Virat Kohli’s enthusiasm and intensity on the field shows Test matches mean everything to him, according to former English cricketer Kevin Pietersen, who feels the Indian skipper’s passion for the format bodes well for red-ball cricket at a time when it needs “all the love it can get”.
The 41-year-old feels Kohli pushes himself to follow the footsteps of his heroes such as Sachin Tendulkar and Rahul Dravid, who themselves are legends of the format.
“Knowing Virat Kohli the way that I do, I know the huge impetus he puts on following in the footsteps of his heroes. His heroes are Sachin Tendulkar, Rahul Dravid and other legends of Test match cricket,” Pietersen wrote in his blog post for ”Betway.”
“Kohli knows that to be considered a legend of the game, he needs to deliver in this format as well as in T20.
“That’s why he puts so much importance on this format and at a time when Test cricket needs all the love it can get, how good is it to see a global superstar so passionate about it.”
Under Kohli, India became the number one Test team. They also qualified for the inaugural World Test Championship final, which they lost to New Zealand.
Earlier this week, the Indian team registered a memorable 151-run victory over England in the second Test at Lord’s.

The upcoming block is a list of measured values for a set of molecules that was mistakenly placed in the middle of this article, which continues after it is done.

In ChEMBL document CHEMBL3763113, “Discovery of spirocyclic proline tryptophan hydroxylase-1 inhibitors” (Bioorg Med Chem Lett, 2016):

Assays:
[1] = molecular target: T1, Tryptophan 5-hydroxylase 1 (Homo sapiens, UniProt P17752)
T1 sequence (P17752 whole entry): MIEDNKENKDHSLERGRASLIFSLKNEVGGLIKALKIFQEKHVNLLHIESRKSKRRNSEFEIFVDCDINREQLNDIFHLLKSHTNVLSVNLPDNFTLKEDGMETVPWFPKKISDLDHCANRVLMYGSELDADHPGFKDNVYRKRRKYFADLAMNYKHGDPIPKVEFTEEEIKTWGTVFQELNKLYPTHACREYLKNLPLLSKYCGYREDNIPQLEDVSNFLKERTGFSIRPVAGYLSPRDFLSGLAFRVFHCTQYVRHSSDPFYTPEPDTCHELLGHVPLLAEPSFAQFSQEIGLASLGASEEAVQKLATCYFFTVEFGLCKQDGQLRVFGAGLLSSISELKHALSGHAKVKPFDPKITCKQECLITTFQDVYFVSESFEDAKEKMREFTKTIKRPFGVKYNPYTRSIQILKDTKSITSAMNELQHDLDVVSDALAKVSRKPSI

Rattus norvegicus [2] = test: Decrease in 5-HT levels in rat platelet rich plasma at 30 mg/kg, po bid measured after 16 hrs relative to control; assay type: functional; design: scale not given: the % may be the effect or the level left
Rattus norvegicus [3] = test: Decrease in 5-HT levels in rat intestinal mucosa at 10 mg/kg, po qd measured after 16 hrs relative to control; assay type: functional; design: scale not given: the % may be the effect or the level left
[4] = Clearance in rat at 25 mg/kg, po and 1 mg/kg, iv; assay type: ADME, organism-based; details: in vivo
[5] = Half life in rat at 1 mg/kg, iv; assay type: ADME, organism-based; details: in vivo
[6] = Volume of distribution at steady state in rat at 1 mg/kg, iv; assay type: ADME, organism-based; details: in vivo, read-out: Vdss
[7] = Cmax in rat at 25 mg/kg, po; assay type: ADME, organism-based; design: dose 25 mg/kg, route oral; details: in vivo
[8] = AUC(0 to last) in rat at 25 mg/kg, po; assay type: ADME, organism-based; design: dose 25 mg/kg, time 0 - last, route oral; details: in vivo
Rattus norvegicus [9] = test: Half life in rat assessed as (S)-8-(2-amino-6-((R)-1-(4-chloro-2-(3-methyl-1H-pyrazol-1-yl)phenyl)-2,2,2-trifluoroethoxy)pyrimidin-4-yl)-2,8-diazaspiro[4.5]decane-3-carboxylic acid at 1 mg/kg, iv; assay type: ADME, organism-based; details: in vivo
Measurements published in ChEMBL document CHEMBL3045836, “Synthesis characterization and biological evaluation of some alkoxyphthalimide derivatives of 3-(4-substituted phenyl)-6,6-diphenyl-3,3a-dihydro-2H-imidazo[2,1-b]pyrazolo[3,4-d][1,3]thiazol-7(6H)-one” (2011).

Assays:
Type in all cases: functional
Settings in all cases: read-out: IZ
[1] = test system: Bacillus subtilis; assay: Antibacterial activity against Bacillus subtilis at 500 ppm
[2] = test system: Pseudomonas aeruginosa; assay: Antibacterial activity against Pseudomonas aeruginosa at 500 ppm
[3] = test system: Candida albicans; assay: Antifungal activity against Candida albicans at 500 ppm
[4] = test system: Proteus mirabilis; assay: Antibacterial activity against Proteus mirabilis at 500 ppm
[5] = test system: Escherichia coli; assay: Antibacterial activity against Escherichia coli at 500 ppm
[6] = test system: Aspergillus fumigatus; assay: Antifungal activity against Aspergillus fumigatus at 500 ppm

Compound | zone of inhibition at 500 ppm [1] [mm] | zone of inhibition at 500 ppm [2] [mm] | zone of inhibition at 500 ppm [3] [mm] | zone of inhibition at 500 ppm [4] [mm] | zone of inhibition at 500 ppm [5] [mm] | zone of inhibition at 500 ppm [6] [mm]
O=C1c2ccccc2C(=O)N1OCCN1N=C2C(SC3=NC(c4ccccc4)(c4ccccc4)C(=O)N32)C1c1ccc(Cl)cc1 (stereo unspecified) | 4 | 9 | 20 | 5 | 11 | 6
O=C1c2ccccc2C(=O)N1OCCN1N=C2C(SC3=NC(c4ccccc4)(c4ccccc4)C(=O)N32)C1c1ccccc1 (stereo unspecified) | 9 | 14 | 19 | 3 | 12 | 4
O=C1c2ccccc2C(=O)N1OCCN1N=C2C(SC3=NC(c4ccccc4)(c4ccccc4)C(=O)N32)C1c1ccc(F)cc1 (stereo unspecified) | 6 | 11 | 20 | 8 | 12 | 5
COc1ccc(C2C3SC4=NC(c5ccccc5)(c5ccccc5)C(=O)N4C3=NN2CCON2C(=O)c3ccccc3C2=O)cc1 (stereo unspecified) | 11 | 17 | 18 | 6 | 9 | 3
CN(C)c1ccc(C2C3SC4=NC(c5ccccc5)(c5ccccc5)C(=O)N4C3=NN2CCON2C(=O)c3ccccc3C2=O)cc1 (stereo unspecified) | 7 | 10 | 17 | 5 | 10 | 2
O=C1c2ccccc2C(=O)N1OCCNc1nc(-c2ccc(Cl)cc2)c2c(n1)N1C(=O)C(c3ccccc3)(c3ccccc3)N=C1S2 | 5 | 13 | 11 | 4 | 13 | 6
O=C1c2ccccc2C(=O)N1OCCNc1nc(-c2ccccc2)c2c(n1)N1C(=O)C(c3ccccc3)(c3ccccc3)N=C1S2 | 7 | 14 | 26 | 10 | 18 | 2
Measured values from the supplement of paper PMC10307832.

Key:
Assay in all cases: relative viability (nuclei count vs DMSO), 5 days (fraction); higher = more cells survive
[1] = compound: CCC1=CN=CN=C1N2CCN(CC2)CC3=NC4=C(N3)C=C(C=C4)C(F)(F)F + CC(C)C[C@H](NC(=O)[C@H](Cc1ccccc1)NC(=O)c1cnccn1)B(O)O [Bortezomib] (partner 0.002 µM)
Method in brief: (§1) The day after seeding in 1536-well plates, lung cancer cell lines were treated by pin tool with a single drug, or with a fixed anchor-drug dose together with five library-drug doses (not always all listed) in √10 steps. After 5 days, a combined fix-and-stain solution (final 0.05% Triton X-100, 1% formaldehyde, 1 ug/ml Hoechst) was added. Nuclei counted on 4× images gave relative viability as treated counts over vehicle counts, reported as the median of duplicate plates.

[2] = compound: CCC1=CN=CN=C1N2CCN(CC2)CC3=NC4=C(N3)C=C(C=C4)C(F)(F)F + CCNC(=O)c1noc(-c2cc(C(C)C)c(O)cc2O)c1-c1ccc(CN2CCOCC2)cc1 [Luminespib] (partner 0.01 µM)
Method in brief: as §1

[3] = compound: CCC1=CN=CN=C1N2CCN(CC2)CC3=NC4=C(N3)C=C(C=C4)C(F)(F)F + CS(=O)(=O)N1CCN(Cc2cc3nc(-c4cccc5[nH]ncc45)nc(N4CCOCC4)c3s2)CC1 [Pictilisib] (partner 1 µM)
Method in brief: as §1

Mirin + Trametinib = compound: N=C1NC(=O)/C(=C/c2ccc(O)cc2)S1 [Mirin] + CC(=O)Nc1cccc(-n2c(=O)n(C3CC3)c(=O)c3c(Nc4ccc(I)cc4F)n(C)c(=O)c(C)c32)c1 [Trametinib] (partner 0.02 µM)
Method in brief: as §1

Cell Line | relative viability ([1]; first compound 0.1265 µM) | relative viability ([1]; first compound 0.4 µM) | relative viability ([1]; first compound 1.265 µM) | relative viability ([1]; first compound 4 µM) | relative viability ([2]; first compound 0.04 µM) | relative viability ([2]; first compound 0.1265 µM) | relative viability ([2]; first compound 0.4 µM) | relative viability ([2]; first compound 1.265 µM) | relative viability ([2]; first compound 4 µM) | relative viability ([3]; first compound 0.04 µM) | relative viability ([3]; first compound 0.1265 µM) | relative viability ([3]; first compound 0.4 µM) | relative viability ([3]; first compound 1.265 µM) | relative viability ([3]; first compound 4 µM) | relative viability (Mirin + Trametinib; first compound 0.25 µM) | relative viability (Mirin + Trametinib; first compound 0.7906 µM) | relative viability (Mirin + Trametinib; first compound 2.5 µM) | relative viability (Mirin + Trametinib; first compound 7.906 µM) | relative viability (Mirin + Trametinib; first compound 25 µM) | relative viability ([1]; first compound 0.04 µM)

“He values his team producing in all conditions, and so to have watched his team win in Australia and then have gone one up in England with a victory at Lord’s will satisfy him hugely.”
“You can see by his enthusiasm, intensity, and the way he rallies his troops. Test cricket still means everything to him and it’s moments like this that will define his legacy,” Pietersen wrote.
With the win at Lord’s, India lead the five-match series against England 1-0.
“It’s very difficult for subcontinental teams to come to England and perform, but they would probably be 2-0 up after two matches if it weren’t for the rain at Trent Bridge,” Pietersen said.
Pietersen was lavish in his praise for pacer Mohammed Siraj, who took four wickets in each innings at Lord’s.
“The way that Mohammed Siraj bowled on day five summed it up – intensity, heart and quality. It’s amazing for Test cricket that India – who are the number one brand in the game – are so vocal and so passionate about it.
“It all bodes well for the format.”
Pietersen also wants “wholesale changes” in England team ahead of the third Test.
“I would make wholesale changes for the third Test. They cannot be worse than the line-up that batted like that on day five at Lord’s, which was absolutely atrocious.”
From a seemingly comfortable position, England fell to a 151-run defeat, losing all 10 wickets on the final day.
“I could bowl to that top three at the moment and come under very little pressure, and I’m 41 years of age. None of India’s bowlers are actually worried about any damage that they might do,” Pietersen said.
“Dawid Malan, Liam Livingstone and Harry Brook all need to play in that match at Headingley.
“Yes, there is risk, because these guys might nick off while playing aggressive shots, but they can’t do any worse than the current lot.”